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Welcome to technically people, a communityconversation by and for workplace futurists brought to you by the tech recruitment platform builtin. The podcast features insights from leaders, thinkers and doers on the vanguard buildinghuman centered workplaces of the future. Along the way, you'll hear conceptsthat will stop you in your tracks, concepts that inspire you to ask yourself, what's the most futureforward way to approach my people leadership? We all knowthe future of work is a waiting around, so let's get on with the show. Hi, everybody, welcome to the show. I'm your host,Tiffany Myers, and I'm happy to introduce our guest, Nate Smith. Sonate is the CEO and he's the founder of lever. Lever is a talentacquisition suite. It provides ATS and crum capabilities in one product. Lever putsempathy at the center of everything that it does. It was built on thatfoundation, and so today nate is going to share how it does so withrecruitment, with hiring and with retension. So, nate, thank you somuch for being here with us today. Thank you, tivity. So,last we talked, you shared with me something that is pretty unique about oneof your tools, which is lever and nurture, and it's just seemed tome that it has a lot to teach people about best practice in recruitment today. Can you talk a little bit about that? Absolutely, what we lookto design software, we're actually really trying to think about not how do youbuild software that just automates things, obviously that's really useful, but also softwarethat develops deep human connection, develops relationships between people, and it's a reallyhard challenge to build software that feels human, but it's so much more effective,especially in the world of recruiting, where really building relationships is fundamental tothe role and to what you're doing to bring value to the company. Andin order to build great relationships, a lot of what you need to dois to be empathetic. So when you think about how do we develop relationshipsoutside of work or even with our colleagues, a lot of times we think aboutasking them what's important to them, understanding a little bit about them,maybe a little bit about their history. Do we take that same approach whenwe're talking to candidates? What does this person really care about? And oneof the ways you can do that is through tools like lever nurture, whereyou can actually bring a variety of voices to bear. You can have arecruiter, hiring manager, someone that person might work with on their team.All send emails in an automated fashion and that really engages candidates. It makesit show that you care about them as people, you want to build arelationship with them and you really understand the kinds of connections to the company thatmight be of value to them. Yeah, and it's really imperative in this outrageouslytight market in terms of talent. Engineers are not responding to generic emails. So you're talking not just about the fact that you have a TAC capability, but you're talking about changing the conversation. When you think about harder to fillroles, it's even more imperative that you go the extra mile to havea great candidate experience and we find that empathy is a big part of that. If you send an email to someone that says hi, I'm contacting youfrom a company has a really great brand, or we've raised a lot of money, or we're growing really quickly, we have a really fancy office withPing Pong, you sound just like everyone else like that is a completely undifferentiatedstatement. These days, everyone has a great culture and a great growth rateaccording to them. What's different is when you talk to someone and you listenand you say hi, like tell me about you and you genuinely care toknow, and then you can share with them something that's truly in response towhat they bring to the conversation. That actually stands out. Yeah, absolutely, and so I think we can move on to talk about how the interviewprocess. Once we get past that different...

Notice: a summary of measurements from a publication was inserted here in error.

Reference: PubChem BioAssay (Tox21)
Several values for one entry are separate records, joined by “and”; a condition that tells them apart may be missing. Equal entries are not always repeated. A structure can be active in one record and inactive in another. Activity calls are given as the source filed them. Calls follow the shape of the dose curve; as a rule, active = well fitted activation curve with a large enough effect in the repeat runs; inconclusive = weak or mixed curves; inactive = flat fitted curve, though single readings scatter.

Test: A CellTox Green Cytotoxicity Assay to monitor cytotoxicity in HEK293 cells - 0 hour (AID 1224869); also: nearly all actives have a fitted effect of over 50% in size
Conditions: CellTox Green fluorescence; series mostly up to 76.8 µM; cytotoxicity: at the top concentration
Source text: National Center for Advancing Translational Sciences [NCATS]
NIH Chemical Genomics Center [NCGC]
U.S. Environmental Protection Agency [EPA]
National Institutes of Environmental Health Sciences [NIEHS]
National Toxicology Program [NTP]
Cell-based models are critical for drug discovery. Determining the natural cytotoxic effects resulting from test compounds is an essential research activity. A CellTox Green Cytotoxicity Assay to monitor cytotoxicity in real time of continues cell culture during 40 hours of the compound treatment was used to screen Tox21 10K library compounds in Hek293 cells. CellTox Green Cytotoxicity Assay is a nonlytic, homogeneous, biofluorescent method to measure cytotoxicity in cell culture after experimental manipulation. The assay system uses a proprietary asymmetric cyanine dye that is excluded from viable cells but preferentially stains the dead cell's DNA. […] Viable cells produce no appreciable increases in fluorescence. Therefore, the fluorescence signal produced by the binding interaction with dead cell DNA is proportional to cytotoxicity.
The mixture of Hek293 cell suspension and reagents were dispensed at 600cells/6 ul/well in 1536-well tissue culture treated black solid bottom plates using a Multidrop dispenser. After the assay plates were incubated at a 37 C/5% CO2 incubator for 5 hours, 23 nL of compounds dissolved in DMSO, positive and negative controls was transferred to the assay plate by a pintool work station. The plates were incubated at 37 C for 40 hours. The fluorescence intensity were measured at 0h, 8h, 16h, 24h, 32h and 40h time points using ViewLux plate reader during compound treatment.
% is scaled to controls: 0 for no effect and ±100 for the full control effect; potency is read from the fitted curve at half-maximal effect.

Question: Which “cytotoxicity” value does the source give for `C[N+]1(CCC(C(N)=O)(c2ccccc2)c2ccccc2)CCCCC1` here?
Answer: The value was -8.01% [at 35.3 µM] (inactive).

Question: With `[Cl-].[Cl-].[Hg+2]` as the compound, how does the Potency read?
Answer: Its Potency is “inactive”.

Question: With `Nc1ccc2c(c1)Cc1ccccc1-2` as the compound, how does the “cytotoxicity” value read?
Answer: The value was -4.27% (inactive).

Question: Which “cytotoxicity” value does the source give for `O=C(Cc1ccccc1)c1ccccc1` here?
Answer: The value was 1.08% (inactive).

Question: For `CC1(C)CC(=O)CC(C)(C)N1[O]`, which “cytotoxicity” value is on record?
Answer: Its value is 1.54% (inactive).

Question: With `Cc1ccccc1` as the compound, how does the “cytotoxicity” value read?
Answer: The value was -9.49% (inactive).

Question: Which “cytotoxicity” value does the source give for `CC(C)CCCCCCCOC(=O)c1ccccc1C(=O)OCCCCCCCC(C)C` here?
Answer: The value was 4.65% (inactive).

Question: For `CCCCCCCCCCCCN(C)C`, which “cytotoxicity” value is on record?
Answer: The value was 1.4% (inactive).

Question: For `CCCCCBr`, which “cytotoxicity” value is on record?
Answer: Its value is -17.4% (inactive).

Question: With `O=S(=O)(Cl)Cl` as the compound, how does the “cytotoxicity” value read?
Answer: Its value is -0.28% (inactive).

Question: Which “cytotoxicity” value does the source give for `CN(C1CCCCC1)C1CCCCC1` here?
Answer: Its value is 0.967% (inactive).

...way to connect with candidates and thesourcing, the interview process is really human centered at Levernton and it's also basedon this astonishing revelation that an interview is not like the hunger games. Itis not actually a competition. This is actually some feedback, I've found isreally important for folks who are a bit more technical in background, in particularwhen you are coming from a role where you know, you think it's yourjob to help make sure that we're hiving really high quality people. Sometimes youmight think of that as giving a test, like I'm giving this person exam andI have to be fair in delivering that exam and, you know,evaluating how people do according to that. Well, really, what is yourgoal? Your goal is to hire people. You want to hire people that you'regoing to work with. And so does it really matter if you proctorran exam? Know, what matters is you do find out who's going tobe a great fit for the company. Absolutely, you do have a wayto assess whether their skills are going to translate well into being successful in thisrole and you want to be looking for every single example, every single littlebit of evidence that this person would be amazing on the team. And thenalso when you find that person who is amazing, it's really important that theentire time they've been getting to fall in love with you and fall in lovewith your company. And that doesn't happen when you put on a stone face, when you're you approach it and you say, I'm just going to bereally objective and I'm not going to tell you how. I think that doesn'tbuild relationships. The way you build relationships is a process of giving and sharingand asking and listening. And I always say don't be afraid to compliment peoplein interviews. That's a crazy idea to some people. is like if someonesays something and you're like wow, that was really impressive, like I've actuallynever heard anyone answer that question before that way. So interesting, like saythat make that person's Day, enjoy it, like let them have a laugh,really have a human connection. And when it comes time to try andto hire that person at the end of the process and they've got six differentoffers from a bunch of companies that are bigger and have more money, theonly way you're going to win that candidate over is if they just genuinely believethat this is what they want to do with their life a little bit morethan those other options. And you also do something that might, you know, be shocking to the people who think that interviewing is a site to thefinished which is that you replicate experiences that feel most like I'm doing my workat home or I'm able to work with with the coding language I'm comfortable using. Absolutely I think there's no reason to make it hard on people artificially,and in fact what you really want to do is find out is someone goingto be successful when they're in an environment that's as close as possible to likethe real working environment. And when you're at work, you use Google,you take notes, you use the keyboard your accustomed to, you use theA language that you're most familiar with in a million ways. You customize yourexperience to yourself at work and an interviewing process can be really unsettling for thecandidate when everything is totally different from their, you know, normal real life orthe way they normally are at work. So we really struct ourselves to thinkwhat's every single way we can think about to just make stuff a littlebit more natural. Let people bring their own keyboard and if they're doing anin office interview, why not? But let people use the editor they're familiarwith, what people use the language they're familiar with, because the great peoplethat you want to have on your team, those skills will come through when peopleare unable to do their best work. Hmm Yeah, so bringing in yourown keyboards like text version of bringing your own Bankie, feel a littlebit more comfortable in a super uncomfortable context. So exactly every little thing you cando makes a huge different. You...